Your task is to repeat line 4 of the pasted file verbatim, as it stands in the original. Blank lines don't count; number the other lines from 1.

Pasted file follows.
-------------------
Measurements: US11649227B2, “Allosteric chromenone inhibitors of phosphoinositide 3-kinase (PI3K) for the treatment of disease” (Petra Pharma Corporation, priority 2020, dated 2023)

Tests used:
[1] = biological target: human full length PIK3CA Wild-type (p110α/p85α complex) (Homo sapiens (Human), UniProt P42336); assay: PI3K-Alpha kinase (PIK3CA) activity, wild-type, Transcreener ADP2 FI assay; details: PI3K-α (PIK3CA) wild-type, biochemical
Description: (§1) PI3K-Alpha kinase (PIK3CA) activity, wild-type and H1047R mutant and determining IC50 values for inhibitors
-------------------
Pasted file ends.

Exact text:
Description: (§1) PI3K-Alpha kinase (PIK3CA) activity, wild-type and H1047R mutant and determining IC50 values for inhibitors